The enemy in Our Hearts
To start with, I think the best place to look at is history, or in other words the Bible. We are all very much familiar with the famous stories of the Bible and of God choosing for himself a special people, freed them from the bondage of Egypt and took them to the promised land – a land that flow with honey and milk !!! What a wonderful land.
We also see, or rather read how God split the red sea into two to make a dry passage for his people to walk on, how he fed them with manna from heaven and even protected them from their sworn enemies. Even with all the enumerated provisions and interventions, it wasn’t an easy journey.
God took his people through the desert, in the “wilderness” and wilderness in the correct meaning of the word is another name for harshness, cruelty, wasteland just to name but a few. In fact God took his people through a very harsh environment, through a very cruel weather. And as you read the Bible stories you are suddenly confronted with this contradiction: Why did God who is mighty and supernatural subjected these poor people to this cruelty, can he not simply take them overnight to the Promised Land?
Here is some explanation from Bible scholars and it says: “that God took his people through the wilderness in order to expose to them the wilderness of their own hearts”.
Many people did died in the desert, whereas they could just follow the instructions and survived, for example one time they did wrong and God sent them serpents. Many were bitten by the serpents because of their wrongdoings (wilderness of their hearts). For God to save them he told Moses to erect a bronze serpent with the instructions that anybody who is bitten by a serpent can survive only if he\she looked to the erected bronze serpent, alas many died without looking to the serpent, the scholars called it disobedience. But after all it was their choice, look at the bronze serpent and be saved or don’t look at the bronze serpent and die. It all has to do with the attitude of the heart.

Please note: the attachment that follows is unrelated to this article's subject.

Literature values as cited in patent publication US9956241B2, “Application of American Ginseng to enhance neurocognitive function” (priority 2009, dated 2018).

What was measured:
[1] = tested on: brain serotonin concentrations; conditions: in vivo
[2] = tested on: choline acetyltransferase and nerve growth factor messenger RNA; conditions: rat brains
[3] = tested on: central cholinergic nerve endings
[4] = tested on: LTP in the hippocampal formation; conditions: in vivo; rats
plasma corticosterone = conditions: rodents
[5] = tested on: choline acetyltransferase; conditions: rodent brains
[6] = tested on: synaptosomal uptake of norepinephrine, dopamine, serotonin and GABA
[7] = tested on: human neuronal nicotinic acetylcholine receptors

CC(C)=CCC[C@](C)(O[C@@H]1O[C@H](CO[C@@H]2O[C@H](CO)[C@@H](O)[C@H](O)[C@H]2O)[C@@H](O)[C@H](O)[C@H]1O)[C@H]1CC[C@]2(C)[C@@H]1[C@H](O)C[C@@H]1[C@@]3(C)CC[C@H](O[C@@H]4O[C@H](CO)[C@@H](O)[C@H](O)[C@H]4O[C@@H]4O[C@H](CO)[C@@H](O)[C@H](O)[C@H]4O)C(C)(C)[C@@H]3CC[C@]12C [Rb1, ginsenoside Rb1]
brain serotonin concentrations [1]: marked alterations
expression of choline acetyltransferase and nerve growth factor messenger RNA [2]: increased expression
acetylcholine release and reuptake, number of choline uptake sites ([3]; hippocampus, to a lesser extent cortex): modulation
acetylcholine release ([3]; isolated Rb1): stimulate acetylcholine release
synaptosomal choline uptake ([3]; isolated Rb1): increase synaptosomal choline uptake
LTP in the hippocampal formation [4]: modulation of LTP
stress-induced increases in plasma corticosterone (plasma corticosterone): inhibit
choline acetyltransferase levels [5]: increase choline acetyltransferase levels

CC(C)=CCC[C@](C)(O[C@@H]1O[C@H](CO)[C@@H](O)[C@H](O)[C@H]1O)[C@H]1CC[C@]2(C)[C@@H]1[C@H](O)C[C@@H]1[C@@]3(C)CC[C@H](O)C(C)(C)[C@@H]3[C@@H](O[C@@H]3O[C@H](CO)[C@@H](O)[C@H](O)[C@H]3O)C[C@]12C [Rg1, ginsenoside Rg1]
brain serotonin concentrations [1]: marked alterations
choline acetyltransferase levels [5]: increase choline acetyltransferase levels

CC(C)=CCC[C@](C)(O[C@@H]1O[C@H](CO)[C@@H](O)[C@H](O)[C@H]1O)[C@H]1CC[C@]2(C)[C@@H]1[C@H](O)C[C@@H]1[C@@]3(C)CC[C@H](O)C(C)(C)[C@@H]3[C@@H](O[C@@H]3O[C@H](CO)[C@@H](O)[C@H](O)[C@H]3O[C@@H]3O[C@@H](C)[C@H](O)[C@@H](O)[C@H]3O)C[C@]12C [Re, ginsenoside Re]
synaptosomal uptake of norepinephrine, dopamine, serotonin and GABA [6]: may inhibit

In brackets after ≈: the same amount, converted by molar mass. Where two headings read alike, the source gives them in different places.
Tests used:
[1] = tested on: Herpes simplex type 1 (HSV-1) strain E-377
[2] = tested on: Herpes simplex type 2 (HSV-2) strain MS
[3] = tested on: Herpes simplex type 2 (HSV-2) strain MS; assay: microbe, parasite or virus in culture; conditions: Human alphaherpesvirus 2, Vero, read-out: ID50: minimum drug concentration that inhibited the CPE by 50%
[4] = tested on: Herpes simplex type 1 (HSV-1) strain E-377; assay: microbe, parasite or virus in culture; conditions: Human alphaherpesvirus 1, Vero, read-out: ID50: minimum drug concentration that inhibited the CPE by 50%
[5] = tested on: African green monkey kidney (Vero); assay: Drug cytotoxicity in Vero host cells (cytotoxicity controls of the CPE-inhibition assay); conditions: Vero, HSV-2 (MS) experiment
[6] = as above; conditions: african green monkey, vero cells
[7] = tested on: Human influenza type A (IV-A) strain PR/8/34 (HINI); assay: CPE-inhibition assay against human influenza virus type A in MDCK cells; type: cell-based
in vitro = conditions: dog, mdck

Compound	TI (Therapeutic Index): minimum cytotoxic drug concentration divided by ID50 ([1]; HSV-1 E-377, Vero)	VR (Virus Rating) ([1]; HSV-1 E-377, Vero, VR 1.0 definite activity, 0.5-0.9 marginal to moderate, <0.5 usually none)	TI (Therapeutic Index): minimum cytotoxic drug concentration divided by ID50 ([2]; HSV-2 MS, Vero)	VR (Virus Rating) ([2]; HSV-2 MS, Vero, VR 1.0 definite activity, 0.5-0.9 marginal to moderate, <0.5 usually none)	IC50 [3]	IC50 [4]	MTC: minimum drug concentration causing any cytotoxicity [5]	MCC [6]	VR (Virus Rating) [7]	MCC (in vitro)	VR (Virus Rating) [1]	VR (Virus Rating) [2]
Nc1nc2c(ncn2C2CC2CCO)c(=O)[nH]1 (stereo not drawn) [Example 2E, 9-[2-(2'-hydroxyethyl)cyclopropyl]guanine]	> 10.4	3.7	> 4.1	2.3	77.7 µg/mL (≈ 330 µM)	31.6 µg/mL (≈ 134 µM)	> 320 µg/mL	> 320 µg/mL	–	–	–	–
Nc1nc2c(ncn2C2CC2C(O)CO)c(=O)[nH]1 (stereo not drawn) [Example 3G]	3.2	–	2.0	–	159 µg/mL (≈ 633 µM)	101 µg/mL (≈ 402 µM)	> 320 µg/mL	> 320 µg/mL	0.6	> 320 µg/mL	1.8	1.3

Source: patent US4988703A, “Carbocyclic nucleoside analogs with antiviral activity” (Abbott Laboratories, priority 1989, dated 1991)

At least this explanation makes some sense, especially if you can relate it to the way of life the Israelites were living in Egypt or more correctly in the hands of the Egyptians. They had been enslaved, broken, exploited and marginalized. The Israelites were in a constant state of need, of lack, of insufficiency and all these long years had altered to some extent the social fabric, it had given birth to greed, to selfishness as well as leaving a big vacuum. This vacuum is very evident socially, economically and even culturally.
Southern Sudanese fought for the last twenty or more years to attain their basic rights, to simply enjoy the milk and honey that flows in their land. And as they fight for the attainment of their rights the southern society in large has lose some of its values, culture and customs that have been neglected or weaken over the course of the long fight. Good enough one enemy is defeated and as the peace is signed, we had done away with the first enemy which is war and destruction, but the worse enemy is not yet handled, it will very soon show its ugly head and sad enough this enemy is in our hearts. It’s the corruption, greed, selfishness and the like.
It grips me with fear to find out that Southerners Sudanese are more vulnerable now during the CPA then they were when they were being bomb, killed, looted etc. they are more vulnerable now because of the wilderness of their own hearts. There is a potential risk now that a big majority now can simply and easily sell their birth right, sometimes in exchange for a political post or just for a piece of bread.
What could be expected from somebody who had fought for more than 20 years without leading a decent life or even have access to his basic needs, is that person not prone to selling his birth right. We are in a very hot soup unless we take extreme care.
Therefore, southerners should take care and handle properly this ferocious enemy in our hearts. We should get rid of poverty and selfishness and the like from our hearts. It is the only way if we are to survive and see a bright future for south Sudan, otherwise, all the blunders that we did or are about to do will only help to show or expose the wilderness of our hearts.
Stephen Chol Mayak
NRC Office Rumbek
10th Sept. 2005
Time: 11:58 am